Senate panel green-lights mandatory notification of pronoun changes
INDIANAPOLIS (WISH) — A bill opponents say could out transgender youth cleared a Senate panel Wednesday afternoon with a new religious exemption added.
House Bill 1608 would require teachers to notify parents and get their permission if a student wanted to use a name or pronoun inconsistent with their gender at birth. The Senate Education Committee added a requirement that teachers provide such notification within five business days, along with language stating a teacher could refuse to use a child’s preferred pronouns on the grounds of religious belief.
The measure also includes a ban on any instruction in human sexuality from pre-K through grade 3. Bill sponsor Rep. Michelle Davis, R-Whiteland, said parents need to be kept in the loop about any issues their children face.
“By allowing our schools to instruct our young students in human sexuality and allowing students to decide on different identities without their parents’ knowledge and consent, it creates an unacceptable intrusion into the parent-child relationship that would be inconsistent with the traditional presumption of parental competence and good intentions,” she said.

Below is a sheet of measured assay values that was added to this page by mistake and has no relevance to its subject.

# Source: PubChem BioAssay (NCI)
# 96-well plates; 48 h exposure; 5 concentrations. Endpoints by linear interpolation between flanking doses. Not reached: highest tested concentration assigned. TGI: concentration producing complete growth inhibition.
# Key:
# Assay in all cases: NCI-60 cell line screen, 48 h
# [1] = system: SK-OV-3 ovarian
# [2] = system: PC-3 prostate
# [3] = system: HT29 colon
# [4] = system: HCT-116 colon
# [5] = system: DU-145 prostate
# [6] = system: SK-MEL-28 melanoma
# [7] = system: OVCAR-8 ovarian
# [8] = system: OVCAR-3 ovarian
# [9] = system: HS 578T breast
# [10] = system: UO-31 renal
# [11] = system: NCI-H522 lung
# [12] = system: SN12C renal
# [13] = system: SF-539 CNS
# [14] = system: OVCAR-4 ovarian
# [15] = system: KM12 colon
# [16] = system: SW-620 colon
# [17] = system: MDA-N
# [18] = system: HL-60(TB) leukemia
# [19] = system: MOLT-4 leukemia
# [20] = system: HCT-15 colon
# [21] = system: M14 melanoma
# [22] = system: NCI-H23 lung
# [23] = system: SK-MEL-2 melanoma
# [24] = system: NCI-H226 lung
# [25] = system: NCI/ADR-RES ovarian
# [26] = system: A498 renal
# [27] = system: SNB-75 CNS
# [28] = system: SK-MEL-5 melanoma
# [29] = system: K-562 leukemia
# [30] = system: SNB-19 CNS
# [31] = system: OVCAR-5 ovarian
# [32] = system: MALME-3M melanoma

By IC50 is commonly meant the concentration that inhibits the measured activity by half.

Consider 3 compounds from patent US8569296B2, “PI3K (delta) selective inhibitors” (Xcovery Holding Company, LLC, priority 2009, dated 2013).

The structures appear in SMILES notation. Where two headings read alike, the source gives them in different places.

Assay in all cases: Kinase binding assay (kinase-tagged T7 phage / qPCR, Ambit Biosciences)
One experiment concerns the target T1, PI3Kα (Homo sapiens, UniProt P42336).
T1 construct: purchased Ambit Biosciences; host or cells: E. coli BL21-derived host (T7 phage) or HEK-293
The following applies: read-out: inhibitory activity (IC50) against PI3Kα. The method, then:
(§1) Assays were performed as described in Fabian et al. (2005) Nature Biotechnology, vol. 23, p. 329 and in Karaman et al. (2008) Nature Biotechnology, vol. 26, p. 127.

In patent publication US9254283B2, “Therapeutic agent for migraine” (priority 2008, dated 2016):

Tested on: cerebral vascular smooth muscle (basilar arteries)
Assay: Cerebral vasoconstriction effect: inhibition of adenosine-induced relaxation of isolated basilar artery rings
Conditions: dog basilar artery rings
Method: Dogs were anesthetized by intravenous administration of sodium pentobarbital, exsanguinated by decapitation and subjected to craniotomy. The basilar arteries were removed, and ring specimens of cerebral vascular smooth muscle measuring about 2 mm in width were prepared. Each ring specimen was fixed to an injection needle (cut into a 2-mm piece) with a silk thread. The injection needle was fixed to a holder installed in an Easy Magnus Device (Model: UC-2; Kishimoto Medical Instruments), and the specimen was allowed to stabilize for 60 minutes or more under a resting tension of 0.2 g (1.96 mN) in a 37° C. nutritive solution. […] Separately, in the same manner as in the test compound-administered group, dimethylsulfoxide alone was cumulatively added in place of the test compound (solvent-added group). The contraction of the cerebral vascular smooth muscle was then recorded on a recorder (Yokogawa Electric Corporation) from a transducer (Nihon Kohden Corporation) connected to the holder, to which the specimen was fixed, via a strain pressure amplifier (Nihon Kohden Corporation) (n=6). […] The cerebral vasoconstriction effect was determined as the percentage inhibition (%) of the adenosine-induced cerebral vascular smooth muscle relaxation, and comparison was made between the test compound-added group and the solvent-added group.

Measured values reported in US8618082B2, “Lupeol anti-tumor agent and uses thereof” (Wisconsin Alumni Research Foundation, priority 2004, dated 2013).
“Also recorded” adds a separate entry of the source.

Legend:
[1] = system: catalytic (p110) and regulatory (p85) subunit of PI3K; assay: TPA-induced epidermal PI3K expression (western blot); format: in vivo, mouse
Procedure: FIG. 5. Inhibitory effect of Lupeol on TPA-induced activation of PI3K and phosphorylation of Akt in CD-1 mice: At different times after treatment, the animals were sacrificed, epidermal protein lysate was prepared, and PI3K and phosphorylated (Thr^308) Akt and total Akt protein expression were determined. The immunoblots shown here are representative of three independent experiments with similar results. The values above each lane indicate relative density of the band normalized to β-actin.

The bill’s critics pointed out no school provides instruction on human sexuality and noted the lack of a definition of the term “human sexuality” in the bill. Kelsey Wright said she feared the term could prevent teachers from answering questions from her son’s classmates about her wife. As for the gender identity issue, GenderNexus CEO Emma Vosicky said only 1 in 3 transgender youth are accepted by their families. She said forcibly outing those children to potentially hostile parents would put those children at risk of abuse or neglect.
It’s an issue that affected Quinn Mackenzie personally. Mackenzie, who is nonbinary, said when they tried to come out at age 15, their parents threatened to evict them and send them to conversion therapy.
“I know we all like to believe that every parent is competent and good-intentioned, but that hope does not reflect reality,” he said. “If it did, Child Protective Services would not exist.”
The bill now heads to the full Senate. If it passes there, it has to go back to the House due to changes the committee made.